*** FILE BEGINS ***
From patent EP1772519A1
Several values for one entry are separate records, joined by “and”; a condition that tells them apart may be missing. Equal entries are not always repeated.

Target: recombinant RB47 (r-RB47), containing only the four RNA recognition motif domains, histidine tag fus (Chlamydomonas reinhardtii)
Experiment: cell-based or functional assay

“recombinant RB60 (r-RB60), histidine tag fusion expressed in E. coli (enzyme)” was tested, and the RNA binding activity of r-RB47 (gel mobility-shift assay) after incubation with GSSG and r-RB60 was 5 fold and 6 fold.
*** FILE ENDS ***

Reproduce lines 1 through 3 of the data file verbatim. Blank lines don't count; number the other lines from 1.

From patent EP1772519A1
Several values for one entry are separate records, joined by “and”; a condition that tells them apart may be missing. Equal entries are not always repeated.

Target: recombinant RB47 (r-RB47), containing only the four RNA recognition motif domains, histidine tag fus (Chlamydomonas reinhardtii)